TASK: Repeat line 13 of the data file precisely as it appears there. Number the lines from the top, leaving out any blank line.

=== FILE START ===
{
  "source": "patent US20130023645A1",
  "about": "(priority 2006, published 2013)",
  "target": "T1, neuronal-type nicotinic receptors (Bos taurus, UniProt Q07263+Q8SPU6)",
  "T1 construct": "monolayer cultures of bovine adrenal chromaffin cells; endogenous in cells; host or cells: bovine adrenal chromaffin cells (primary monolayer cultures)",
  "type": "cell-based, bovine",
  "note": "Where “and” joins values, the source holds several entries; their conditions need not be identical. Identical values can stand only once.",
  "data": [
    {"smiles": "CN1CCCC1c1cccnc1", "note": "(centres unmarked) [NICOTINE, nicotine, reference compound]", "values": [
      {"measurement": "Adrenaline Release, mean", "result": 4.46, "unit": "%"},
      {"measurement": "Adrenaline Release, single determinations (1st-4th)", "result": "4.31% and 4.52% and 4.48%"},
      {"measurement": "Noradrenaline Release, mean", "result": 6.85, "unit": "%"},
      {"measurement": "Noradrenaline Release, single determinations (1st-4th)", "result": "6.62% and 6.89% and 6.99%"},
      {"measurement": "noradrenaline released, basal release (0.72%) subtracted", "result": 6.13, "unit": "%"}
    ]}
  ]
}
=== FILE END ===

      {"measurement": "Noradrenaline Release, single determinations (1st-4th)", "result": "6.62% and 6.89% and 6.99%"},